Love not War
When Richard Nixon was sworn in on January 20, 1969, he became President of a nation that was experiencing dramatic social and political upheaval.
Posted Monday January 15th 2024
February 2, 1960 - Students stage a sit in at Woolworth's lunch counter in Greensboro, NC.
In 1960, four African American students refused to leave a "whites only" lunch counter in Greensboro, NC.
This non-violent protest became one of the landmark moments of the Civil Rights movement of the 1960s.
Cuban Missile Crisis
October 22, 1962 - President John F. Kennedy announces the naval blockade of Cuba in a televised address.
1962Cuban Missile Crisis
The world held its breath for 13 days in October 1962 as a Cold War standoff between the United States and the Soviet Union brought the world to the brink of a third world war.
President John F. Kennedy, upon learning that the Soviet Union was moving nuclear missiles to Cuba, just 90 miles off the coast of Florida, publicly insisted that the weapons be removed.
The world waited anxiously until a deal was struck, and the Soviets removed their weapons while the United States removed its Jupiter missiles from Turkey.
Feminist and author Betty Friedan takes part in a march for women's equality in New York City
1963The Feminine Mystique
Betty Friedan's provocative 1963 bestseller, The Feminine Mystique, critically examined the life of women in suburban America.
It served as a rallying cry for the burgeoning second-wave feminist fight for greater equality in both domestic and vocational spheres.
Mourners grieve at the funeral for victims of the 16th Street Baptist Church bombing in Birmingham
196316th Street Church Bombing
A bomb placed by members of the Ku Klux Klan at the 16th Street Baptist Church in Birmingham, AL, took the lives of four young African-American girls in September 1963.
This senseless act of terror spurred national outrage and helped to build support for the Civil Rights Act of 1964.
New York commuters read the news of President John F. Kennedy's assassination, November 22, 1963.
1963The President's Been Killed!
The shots that rang out on a sunny Friday afternoon in Dallas left America shaken by the sudden murder of President John F. Kennedy and moved by the grief and dignity of his young widow and children.
WALTER CRONKITE:From Dallas, Texas, the flash, apparently official: President Kennedy died at 1:00 p.m. Central Standard Time, 2:00 Eastern Standard Time, some 38 minutes ago.
- CBS News Anchorman Walter Cronkite, November 22, 1963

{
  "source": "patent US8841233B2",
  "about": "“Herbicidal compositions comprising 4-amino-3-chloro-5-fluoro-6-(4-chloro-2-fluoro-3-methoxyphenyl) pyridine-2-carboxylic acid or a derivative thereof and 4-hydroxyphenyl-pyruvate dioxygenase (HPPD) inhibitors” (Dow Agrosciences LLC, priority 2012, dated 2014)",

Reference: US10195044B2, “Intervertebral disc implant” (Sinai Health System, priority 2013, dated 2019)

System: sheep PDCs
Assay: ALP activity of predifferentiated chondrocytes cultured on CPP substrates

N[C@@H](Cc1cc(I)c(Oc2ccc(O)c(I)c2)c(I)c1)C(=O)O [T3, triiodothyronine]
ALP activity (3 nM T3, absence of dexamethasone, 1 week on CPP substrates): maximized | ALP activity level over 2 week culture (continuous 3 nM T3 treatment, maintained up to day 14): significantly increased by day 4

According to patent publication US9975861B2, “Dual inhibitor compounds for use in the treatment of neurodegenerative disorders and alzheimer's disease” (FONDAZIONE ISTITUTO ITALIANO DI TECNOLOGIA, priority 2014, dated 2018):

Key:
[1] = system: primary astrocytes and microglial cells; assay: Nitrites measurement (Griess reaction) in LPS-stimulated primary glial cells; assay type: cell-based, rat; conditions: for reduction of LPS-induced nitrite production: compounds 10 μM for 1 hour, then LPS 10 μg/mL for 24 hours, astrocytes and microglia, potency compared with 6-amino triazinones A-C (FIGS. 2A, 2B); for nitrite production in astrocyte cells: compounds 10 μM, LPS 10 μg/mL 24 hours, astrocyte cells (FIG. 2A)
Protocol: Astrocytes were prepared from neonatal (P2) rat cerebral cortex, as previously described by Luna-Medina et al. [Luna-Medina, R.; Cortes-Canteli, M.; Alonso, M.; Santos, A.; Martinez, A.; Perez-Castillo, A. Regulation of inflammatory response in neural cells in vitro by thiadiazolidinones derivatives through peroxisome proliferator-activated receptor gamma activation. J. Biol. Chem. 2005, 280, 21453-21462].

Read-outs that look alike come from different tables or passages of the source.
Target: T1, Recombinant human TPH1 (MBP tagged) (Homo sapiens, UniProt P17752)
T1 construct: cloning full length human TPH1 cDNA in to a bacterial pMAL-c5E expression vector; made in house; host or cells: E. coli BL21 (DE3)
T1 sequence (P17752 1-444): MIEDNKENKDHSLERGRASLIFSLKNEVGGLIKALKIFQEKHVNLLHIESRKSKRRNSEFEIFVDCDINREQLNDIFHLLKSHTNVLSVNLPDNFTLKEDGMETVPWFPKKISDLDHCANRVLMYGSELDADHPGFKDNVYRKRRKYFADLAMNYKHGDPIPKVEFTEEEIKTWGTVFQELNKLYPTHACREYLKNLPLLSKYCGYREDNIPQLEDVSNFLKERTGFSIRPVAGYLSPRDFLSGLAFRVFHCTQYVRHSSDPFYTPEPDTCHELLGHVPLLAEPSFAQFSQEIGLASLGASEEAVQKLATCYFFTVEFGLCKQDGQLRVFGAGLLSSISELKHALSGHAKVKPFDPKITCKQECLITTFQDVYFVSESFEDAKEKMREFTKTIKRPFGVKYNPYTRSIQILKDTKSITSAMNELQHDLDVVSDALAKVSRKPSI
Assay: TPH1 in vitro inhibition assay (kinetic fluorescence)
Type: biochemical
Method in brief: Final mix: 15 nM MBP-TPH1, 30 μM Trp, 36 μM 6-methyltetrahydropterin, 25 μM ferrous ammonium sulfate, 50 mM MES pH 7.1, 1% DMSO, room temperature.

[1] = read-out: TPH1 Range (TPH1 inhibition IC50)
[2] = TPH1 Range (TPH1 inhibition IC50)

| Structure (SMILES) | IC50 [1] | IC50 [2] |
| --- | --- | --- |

The War in Vietnam
A weary-looking President Johnson prepares an address on Vietnam in the Cabinet Room of the White House.
1965The War in Vietnam
When Lyndon Johnson became President after the assassination of President Kennedy, 16,000 American military personnel were stationed in the Republic of Vietnam (South Vietnam).
Their purpose was to defend that U.S. ally against military forces that sought to unify all of Vietnam under the Communist government of the Democratic Republic of Vietnam (North Vietnam).
Relying on Congress's 1964 Gulf of Tonkin resolution, President Johnson had increased American forces to 200,000 by the end of 1965.
That number would nearly triple to 550,000 by the time Richard Nixon became President in January 1969.
United States' involvement in Vietnam became the defining issue of Lyndon Johnson's Presidency.
LYNDON JOHNSON:Our purpose in Vietnam is to prevent the success of aggression. It is not conquest; it is not empire; it is not foreign bases; it is not domination. It is, simply put, just to prevent the forceful conquest of South Vietnam by North Vietnam.
- March 31, 1968
July 25, 1967 - Fires burn and police stand guard after riots in Detroit
The Tet Offensive
January 1968 - A tank rolls through the streets of Saigon during the Tet Offensive.
1968The Tet Offensive
A surprise coordinated attack by Vietnamese communist forces at the start of the Vietnamese New Year in early 1968 resulted in heavy American and South Vietnamese casualties.
Although the communist offensive was unsuccessful, it led President Johnson and the American public to reassess the resolve and capabilities of the communist forces, leading to deeper questioning of America's involvement in the war.
Martin Luther King Jr. Killed in Memphis